The story of May Day dates back hundreds of years, with two very different holidays celebrated on the same day.
The first was derived by the British to honor the halfway point of the year between the darkness of winter and light of summer. This included a dance called the Maypole in which people would parade around a pole adorned with ribbons. Often viewed as a fertility ceremony concurrent with the advent of spring, it’s a tradition that never quite took root in the US due to the puritanical nature of the colonizers (as some considered it a pagan ritual).
The second May Day, however, did come to the US, debuting in 1886. Organized by the Federation of Organized Trades and Labor Unions (better known today as the American Federation of Labor), it has since been renamed International Workers’ Day (better known as Labor Day) and serves as a symbolic day for workers around the world. Some of its first protests demanded an 8 hour work day in a time when scores of men, women, and children were dying from long hours and hazardous working conditions after the Industrial Revolution. Protests expanded from Chicago and New York and, on May 4th, 1886, an explosion at Chicago’s Haymarket Square took the lives of four civilians and seven police officers after police killed eight workers the day before. This explosion literally changed the course of the world for the proletariat.
A few years later, in 1889, an international group of socialists and labor unionists who called themselves the Second International met in Paris and marked May 1st as the official May Day to honor those who had lost their lives fighting for workers’ rights at Haymarket.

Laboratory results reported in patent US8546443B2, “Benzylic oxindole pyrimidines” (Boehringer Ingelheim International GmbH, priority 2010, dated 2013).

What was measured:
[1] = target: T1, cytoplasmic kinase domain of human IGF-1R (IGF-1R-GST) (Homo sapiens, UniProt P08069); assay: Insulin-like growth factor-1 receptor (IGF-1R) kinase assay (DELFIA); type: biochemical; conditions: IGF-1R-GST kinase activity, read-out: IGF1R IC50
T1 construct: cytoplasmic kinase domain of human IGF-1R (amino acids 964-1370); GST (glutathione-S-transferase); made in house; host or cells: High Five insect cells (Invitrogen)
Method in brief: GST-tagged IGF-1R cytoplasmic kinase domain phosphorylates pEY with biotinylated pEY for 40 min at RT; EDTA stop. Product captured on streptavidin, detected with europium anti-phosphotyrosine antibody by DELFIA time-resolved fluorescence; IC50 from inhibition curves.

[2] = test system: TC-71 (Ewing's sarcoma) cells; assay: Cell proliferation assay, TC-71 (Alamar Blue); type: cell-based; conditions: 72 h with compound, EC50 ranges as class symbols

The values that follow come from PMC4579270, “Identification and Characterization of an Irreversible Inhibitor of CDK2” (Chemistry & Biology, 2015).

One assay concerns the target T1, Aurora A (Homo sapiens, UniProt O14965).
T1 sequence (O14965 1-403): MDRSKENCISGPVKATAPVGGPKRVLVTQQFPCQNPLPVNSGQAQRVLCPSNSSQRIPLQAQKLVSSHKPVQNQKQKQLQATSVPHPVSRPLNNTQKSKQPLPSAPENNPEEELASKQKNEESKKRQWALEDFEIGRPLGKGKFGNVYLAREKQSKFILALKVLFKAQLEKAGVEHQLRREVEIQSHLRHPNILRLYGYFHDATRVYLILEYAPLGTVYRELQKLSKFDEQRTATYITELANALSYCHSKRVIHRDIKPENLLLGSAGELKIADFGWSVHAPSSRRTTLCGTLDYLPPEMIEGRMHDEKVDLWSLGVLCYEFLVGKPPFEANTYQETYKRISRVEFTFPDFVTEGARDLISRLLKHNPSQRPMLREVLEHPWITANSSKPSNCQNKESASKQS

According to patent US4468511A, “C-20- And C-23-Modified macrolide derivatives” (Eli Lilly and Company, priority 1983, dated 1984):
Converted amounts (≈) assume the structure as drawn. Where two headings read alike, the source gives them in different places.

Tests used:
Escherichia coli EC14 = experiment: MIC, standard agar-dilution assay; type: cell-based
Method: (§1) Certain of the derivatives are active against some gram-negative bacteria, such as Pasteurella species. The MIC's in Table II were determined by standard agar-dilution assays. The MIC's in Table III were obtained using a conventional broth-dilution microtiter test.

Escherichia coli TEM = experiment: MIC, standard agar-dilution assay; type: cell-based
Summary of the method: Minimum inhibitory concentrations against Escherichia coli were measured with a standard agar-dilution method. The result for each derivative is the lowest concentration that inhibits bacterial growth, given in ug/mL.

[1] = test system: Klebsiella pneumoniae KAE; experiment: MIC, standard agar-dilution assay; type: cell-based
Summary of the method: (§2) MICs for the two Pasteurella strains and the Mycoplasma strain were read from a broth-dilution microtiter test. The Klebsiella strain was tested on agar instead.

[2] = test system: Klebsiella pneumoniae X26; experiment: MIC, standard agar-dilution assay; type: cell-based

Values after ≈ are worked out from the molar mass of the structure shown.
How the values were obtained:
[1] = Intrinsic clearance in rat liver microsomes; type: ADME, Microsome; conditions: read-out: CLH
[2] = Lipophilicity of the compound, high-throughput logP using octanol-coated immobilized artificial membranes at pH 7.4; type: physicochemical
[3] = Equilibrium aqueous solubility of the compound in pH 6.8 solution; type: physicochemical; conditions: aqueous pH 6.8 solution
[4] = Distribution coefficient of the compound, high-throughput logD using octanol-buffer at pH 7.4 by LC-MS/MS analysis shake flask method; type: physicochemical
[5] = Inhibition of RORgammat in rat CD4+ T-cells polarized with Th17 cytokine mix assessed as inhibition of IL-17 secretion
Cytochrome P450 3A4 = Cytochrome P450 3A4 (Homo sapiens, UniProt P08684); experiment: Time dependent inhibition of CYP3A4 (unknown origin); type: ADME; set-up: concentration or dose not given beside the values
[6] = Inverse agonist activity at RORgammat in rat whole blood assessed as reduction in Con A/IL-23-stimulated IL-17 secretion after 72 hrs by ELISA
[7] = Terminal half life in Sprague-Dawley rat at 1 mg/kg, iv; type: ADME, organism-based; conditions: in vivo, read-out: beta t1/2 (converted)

Today, various countries around the world also recognize May Day as Labor Day — particularly strong in western Europe and Asia, although the US has continued to distance themselves from its origins.
Grover Cleveland, the US President at the time of the Haymarket Riots, was concerned that commemorating Labor Day on the anniversary of the Riots would strengthen the anarchist and socialist movements taking hold in the country, so the US officially proclaimed Labor Day to be a September holiday, instead.
100 years later, workers are still protesting around the globe. This year saw scores of workers protest from New York City to Indonesia to France. Google employees in New York City walked out demanding the company properly manage the slew of sexual assault claims by workers. (Google offices around the globe were closed for May Day, but not in the US.)
Meanwhile, in Bangladesh, garment workers took to the streets to demand fairer wages, paid maternity leave, and safer working conditions. (Paid maternity leave is written into the laws there, but no one asks for it fearing retaliation.)
Protesters in Seoul Korea demanded better working conditions for migrant workers with slogans on paper plates adorned to their bodies stating in English “We are Workers” and “Not Slave.” Wearing all black with white gauze eerily wrapping their eyes they evoked images of death.
In Manilla, things turned violent as protestors burned an effigy of President Rodrigo Duterte while demanding a raise to the minimum wage and other fair practice commitments from employers.
Recent protests in Paris saw over 7,000 officers on hand (more than triple last year’s force), mainly due to the rise in demonstrations across the country beginning last November. Called the Yellow Vests Movement, it represents a grassroots populist sector that demands lower gasoline taxes, a minimum wage increase, wealth tax, and the resignation of the president Emmanuel Macron.
The French are known worldwide for their powerful and effective protesting (hello, French Revolution!), and the Yellow Vests Movement is an excellent modern example of that spirit. The protests held every weekend since December 2018 have seen their share of violence. In fact, over 1,800 protestors have been injured with police using rubber bullets, dispersion grenades, and excessive force that has left hundreds of people without vision or limbs.
The May Day protest numbers in Paris were in the tens of thousands with another 130,000 nationwide. Clashes with police included tear gas and 38 injured civilians with the arrests of 380 people in Paris alone. Protests also turned violent in Italy, Turkey, Russia, Sweden, and Denmark.
While the International Workers’ Day brings millions of mostly peaceful workers out to demand better working conditions, it may just emulate the original May Day in releasing the darkness of oppression and demanding the light of equity and fair labor practices.